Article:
According to the Bee, Negroes who flocked to organizations like the NAACP, whether because of “color prejudice” or “caste of color,” did so primarily because of a desire to remove barriers to their own personal advancement and comfort. Only when personally affected was the upper-“caste” black likely to lodge protests and leads crusades. At least some aristocrats of color viewed admission to the NAACP as by “invitation only,” in much the same way that one gained entry into the Booklovers [clubs].

[The] black leadership of the NAACP tended to be more representative of socially prominent “old families” who viewed themselves as heirs to the Abolitionist tradition and who opposed Washington’s accommodationist approach. [Pan-African Movement] Marcus Garvey, a native of Jamaica and popular leader of the Universal Negro Improvement Association . . . characterized DuBois as a ‘white man Negro” who associated only with whites and “upper ten Negroes” while ignoring the black masses.

DuBois, he thundered, worshipped a “bastard aristocracy” . . . and asked, “where did he get his aristocracy from?” and then proceeded to explain that DuBois “just got it into his head that he should be an aristocrat and ever since that time has been keeping his beard as an aristocrat.” Thunderous applause greeted Garvey’s reference to DuBois as a Negro leader who tried to “be everything else but a Negro.”

(Aristocrats of Color, The Black Elite, Willard C. Gatewood, Indiana University Press, 1993, pp. 317-321)

Aristocratic, Undemocratic, Intolerant Rhode Island

The aristocratic landholders who were unwilling to share the vote in Rhode Island were among those who made their fortunes in the slave trade of Providence and Bristol, exchanging New England rum for African slaves on the Ivory Coast. They saw their ill-gotten fortunes and all public monies become the target of the newly-enfranchised democrats, both natives and recent immigrants. Neither wealthy or poor-white Rhode Islanders viewed free black citizens as worthy of voting rights.

Bernhard Thuersam, Circa1865

 

Aristocratic, Undemocratic, Intolerant Rhode Island:

“[April 17, 1842]:  I was struck with the lively interest he [William Ellery Channing, Unitarian minister, of Boston] took in the political affairs of Rhode Island, — a neighboring State, containing about 110,00 inhabitants, and now convulsed by a revolutionary movement [the Dorr Rebellion] in favor of an extension of the suffrage. The sympathies of Dr. Channing appeared to lean strongly to the popular party, which, in his opinion, had grievances to complain of, however much, by their violent proceedings they had put themselves in the wrong.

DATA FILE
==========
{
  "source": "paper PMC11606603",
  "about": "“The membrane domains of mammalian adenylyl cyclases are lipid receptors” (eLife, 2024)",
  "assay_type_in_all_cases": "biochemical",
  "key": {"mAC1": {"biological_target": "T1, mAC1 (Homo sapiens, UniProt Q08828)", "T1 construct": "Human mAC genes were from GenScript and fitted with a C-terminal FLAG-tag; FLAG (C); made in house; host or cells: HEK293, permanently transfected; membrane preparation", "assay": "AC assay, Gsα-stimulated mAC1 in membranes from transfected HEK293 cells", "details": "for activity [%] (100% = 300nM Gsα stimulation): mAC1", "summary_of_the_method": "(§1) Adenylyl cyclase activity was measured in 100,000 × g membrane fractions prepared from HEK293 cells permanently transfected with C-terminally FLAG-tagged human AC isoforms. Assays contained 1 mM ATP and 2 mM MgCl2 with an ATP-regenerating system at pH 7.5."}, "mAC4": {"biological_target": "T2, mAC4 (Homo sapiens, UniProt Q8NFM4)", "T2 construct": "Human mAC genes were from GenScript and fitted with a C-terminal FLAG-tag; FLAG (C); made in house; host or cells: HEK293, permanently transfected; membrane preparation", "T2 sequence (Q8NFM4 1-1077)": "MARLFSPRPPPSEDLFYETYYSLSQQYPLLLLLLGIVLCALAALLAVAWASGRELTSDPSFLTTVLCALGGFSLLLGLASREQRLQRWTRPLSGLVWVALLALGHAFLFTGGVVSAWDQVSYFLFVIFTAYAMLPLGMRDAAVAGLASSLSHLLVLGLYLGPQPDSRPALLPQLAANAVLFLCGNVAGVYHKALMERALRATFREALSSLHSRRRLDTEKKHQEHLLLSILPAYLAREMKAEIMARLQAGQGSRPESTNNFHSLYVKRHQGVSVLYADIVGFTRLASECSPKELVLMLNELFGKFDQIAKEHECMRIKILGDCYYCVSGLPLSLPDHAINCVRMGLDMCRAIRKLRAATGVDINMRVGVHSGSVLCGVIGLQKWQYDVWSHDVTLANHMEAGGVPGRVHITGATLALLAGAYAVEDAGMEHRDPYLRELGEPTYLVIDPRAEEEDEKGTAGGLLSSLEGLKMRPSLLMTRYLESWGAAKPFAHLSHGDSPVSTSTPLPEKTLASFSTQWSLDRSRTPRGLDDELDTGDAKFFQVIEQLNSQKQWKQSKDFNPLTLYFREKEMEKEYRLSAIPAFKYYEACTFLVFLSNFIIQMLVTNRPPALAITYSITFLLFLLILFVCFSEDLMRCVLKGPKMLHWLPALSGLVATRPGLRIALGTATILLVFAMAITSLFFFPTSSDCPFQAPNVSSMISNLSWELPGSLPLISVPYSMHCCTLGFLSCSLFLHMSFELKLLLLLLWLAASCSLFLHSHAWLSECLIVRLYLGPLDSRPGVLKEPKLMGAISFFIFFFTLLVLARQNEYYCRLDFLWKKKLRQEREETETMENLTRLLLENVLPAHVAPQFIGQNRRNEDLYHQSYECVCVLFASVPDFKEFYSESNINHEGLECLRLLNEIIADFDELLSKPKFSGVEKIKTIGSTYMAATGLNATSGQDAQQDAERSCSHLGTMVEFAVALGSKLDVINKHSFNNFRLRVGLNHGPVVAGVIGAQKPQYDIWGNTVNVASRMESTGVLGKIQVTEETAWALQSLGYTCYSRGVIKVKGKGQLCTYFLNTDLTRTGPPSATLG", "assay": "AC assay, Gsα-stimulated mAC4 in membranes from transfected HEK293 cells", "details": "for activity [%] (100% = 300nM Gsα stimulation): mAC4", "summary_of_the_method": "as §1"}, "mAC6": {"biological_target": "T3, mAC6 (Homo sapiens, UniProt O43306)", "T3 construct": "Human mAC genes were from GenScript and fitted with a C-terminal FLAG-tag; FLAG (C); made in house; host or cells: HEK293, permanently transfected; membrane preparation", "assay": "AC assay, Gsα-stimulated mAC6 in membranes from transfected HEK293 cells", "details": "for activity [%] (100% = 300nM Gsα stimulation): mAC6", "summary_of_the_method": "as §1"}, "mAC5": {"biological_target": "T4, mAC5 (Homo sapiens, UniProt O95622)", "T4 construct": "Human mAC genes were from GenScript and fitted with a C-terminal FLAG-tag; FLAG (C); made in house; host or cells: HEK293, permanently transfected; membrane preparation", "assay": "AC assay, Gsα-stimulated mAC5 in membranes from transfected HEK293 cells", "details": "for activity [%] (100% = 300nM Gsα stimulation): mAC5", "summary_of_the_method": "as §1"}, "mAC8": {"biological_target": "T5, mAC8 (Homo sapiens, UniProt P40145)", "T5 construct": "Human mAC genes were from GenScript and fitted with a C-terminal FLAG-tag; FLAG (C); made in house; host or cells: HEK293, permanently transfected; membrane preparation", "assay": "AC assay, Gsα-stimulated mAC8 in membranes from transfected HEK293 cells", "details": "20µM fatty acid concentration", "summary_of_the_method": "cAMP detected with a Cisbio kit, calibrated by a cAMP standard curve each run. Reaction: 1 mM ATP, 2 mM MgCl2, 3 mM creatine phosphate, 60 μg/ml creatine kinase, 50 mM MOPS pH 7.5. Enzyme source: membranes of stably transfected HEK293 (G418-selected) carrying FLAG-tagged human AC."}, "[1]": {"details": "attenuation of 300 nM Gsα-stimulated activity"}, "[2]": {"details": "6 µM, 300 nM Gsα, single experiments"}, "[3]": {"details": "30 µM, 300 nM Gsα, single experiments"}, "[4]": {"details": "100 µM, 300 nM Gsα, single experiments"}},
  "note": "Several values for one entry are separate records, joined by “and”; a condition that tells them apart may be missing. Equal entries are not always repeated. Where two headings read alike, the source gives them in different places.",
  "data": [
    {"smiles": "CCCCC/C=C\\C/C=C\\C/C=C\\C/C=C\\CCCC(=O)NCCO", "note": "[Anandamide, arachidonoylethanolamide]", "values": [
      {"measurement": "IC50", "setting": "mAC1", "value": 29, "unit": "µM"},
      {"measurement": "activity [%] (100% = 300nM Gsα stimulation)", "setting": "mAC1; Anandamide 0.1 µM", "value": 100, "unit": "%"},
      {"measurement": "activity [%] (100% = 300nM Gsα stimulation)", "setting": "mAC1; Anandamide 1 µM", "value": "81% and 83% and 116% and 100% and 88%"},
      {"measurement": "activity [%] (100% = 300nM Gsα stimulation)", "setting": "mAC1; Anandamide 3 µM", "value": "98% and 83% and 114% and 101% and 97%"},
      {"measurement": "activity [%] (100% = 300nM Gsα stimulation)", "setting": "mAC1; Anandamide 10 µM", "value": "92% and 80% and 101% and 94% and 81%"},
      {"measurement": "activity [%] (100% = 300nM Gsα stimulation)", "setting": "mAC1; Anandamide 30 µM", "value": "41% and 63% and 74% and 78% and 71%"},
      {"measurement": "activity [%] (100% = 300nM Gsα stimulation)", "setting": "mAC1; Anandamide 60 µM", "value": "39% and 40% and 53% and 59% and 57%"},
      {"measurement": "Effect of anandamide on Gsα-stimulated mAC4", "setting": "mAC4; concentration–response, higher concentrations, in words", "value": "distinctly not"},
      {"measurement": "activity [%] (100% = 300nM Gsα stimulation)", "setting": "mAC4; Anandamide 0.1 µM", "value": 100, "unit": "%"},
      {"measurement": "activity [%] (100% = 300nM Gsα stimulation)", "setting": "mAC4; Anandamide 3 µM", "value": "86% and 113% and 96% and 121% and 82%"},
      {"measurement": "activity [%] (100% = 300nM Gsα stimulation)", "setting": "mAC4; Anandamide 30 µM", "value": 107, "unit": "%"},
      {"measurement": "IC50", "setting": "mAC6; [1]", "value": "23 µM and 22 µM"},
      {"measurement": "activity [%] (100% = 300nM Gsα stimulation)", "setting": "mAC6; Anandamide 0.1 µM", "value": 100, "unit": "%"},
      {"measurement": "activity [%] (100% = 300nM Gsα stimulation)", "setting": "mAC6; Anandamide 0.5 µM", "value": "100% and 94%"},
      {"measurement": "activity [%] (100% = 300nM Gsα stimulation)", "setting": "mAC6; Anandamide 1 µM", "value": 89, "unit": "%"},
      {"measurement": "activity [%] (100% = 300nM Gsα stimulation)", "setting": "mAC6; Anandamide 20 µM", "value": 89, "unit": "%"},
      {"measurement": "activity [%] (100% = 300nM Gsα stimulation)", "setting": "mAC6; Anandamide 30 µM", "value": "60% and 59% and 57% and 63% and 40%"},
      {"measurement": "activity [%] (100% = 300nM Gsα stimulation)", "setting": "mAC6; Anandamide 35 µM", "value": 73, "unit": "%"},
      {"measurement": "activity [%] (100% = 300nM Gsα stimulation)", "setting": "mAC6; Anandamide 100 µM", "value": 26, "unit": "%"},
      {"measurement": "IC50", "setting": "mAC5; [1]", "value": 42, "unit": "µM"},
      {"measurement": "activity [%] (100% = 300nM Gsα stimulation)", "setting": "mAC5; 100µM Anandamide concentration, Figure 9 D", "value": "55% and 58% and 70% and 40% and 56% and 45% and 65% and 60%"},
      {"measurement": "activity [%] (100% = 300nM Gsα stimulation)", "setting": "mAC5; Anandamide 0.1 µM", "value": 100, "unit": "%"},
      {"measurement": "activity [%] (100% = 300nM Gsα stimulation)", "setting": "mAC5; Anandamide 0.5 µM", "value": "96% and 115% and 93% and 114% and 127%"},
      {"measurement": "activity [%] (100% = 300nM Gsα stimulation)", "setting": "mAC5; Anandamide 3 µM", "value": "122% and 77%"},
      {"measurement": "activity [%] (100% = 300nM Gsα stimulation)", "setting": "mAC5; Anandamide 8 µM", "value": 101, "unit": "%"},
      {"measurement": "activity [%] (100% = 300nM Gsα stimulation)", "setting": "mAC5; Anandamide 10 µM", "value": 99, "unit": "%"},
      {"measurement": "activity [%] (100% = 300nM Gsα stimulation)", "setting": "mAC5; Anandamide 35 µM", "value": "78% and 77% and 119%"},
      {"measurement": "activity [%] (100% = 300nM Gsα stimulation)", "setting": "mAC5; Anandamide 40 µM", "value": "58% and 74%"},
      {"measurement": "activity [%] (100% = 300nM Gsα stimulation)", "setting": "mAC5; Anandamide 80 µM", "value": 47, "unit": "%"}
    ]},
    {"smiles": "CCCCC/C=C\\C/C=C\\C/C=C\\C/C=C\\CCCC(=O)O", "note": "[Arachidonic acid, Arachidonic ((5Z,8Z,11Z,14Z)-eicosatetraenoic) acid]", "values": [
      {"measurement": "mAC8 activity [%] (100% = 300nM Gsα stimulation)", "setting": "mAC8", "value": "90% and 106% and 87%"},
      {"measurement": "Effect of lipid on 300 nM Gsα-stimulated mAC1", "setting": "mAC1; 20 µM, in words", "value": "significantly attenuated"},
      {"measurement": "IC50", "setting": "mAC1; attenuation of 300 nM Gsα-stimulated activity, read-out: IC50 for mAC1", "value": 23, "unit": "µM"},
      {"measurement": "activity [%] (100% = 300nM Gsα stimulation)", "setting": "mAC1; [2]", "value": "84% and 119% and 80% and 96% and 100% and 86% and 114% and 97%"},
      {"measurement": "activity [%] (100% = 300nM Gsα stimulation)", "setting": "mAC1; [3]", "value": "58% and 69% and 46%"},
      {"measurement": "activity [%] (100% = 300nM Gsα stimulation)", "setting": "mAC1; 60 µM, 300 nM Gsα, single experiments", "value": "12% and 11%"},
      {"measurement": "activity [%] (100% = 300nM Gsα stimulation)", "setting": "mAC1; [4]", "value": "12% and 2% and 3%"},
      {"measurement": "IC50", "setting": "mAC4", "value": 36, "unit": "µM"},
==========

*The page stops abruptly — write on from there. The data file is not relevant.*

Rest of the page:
Although the State has been flourishing, it is entirely free from debt, a large majority of the people have, for the last forty years, called loudly on the privileged landholders to give up their exclusive right to voting, and to extend the suffrage to all adult males, in accordance with the system established in all the neighboring States. Their demands did not differ very materially from those which the legislature was willing to concede, except that the democrats claimed the suffrage, not only for every American-born citizen, but also for the new-comers, or the settlers of a few years standing. Both parties agreed to exclude the free blacks.”

(Sir Charles Lyell, Travels in North America in the Years 1841-1842, (New York, 1845), I, pp. 83-84)

 

Nov 20, 2014 - Equality    No Comments

Equality Ends at Birth

The old Soviet Constitution provided the “Equality of rights of citizens of the USSR irrespective of their nationality or race; in all spheres of economic, government, cultural, political and other public activity”; the Constitution of the United States mentions nothing of the kind, and no evidence exists that any delegates to the 1787 convention believed in a doctrine of human equality.